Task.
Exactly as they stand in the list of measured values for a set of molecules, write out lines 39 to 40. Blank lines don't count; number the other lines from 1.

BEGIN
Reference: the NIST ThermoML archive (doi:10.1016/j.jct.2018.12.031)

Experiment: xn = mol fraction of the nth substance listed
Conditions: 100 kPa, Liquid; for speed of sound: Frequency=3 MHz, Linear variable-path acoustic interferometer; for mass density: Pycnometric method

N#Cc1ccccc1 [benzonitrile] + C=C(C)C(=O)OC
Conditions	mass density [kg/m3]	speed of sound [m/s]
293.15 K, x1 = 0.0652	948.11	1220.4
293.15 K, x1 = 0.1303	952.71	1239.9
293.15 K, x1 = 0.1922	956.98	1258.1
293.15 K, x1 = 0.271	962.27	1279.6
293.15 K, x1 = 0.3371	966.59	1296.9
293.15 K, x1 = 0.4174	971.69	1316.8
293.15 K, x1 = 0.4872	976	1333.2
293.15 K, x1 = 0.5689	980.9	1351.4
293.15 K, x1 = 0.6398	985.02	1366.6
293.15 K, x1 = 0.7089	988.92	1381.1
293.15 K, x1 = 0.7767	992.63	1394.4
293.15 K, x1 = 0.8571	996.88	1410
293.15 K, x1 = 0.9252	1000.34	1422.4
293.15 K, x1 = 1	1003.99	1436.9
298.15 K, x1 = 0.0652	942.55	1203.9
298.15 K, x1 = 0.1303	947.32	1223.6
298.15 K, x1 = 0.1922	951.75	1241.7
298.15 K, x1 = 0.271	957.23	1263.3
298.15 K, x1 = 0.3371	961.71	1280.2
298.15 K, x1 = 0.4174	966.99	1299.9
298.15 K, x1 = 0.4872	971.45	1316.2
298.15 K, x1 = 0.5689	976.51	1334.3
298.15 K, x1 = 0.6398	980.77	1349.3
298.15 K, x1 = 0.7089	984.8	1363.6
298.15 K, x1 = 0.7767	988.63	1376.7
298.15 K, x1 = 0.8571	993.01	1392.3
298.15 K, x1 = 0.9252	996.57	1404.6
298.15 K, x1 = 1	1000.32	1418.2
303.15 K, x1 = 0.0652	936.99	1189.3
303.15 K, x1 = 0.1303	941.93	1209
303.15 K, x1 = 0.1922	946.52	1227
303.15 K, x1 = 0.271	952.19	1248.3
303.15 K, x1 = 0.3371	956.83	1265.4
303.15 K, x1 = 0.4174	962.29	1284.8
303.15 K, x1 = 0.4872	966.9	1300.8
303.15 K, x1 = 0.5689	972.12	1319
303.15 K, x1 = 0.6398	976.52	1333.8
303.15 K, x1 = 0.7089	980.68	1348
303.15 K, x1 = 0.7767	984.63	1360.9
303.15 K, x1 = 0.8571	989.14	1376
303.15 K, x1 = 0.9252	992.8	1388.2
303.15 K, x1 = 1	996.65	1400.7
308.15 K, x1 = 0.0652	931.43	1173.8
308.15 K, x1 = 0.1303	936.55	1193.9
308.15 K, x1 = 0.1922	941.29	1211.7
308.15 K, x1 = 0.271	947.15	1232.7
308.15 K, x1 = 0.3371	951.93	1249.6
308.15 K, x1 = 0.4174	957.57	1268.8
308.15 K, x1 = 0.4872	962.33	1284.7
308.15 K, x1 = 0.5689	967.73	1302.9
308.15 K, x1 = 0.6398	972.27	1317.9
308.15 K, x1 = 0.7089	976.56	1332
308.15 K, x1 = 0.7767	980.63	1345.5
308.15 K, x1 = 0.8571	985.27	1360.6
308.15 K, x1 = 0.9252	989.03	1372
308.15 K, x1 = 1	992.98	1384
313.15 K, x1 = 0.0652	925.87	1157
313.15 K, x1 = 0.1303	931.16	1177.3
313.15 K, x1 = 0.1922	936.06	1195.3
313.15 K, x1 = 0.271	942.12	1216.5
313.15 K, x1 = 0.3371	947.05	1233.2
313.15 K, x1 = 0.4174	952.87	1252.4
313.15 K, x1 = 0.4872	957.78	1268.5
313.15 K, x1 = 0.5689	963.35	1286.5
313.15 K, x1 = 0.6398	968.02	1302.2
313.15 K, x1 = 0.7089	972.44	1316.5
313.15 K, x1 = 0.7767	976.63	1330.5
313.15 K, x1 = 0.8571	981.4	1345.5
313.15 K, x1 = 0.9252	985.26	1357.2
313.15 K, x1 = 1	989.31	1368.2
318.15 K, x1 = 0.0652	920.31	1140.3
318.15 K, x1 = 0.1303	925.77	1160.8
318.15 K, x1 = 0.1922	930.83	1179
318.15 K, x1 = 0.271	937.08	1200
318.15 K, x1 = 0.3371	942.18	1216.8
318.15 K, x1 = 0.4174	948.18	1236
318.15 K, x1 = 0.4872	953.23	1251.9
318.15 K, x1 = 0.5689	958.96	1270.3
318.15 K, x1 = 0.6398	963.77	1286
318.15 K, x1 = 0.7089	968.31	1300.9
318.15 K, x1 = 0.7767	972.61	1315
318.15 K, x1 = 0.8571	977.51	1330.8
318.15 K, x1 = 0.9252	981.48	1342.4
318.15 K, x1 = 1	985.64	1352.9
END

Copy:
303.15 K, x1 = 0.4174	962.29	1284.8
303.15 K, x1 = 0.4872	966.9	1300.8